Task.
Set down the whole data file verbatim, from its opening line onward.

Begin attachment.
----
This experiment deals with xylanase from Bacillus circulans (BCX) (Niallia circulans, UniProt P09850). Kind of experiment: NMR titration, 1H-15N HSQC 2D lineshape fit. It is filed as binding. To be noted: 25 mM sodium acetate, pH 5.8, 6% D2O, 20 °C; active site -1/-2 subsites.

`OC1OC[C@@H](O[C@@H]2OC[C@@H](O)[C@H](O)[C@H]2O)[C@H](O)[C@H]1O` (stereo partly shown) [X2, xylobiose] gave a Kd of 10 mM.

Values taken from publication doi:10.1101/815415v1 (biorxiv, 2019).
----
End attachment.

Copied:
This experiment deals with xylanase from Bacillus circulans (BCX) (Niallia circulans, UniProt P09850). Kind of experiment: NMR titration, 1H-15N HSQC 2D lineshape fit. It is filed as binding. To be noted: 25 mM sodium acetate, pH 5.8, 6% D2O, 20 °C; active site -1/-2 subsites.

`OC1OC[C@@H](O[C@@H]2OC[C@@H](O)[C@H](O)[C@H]2O)[C@H](O)[C@H]1O` (stereo partly shown) [X2, xylobiose] gave a Kd of 10 mM.

Values taken from publication doi:10.1101/815415v1 (biorxiv, 2019).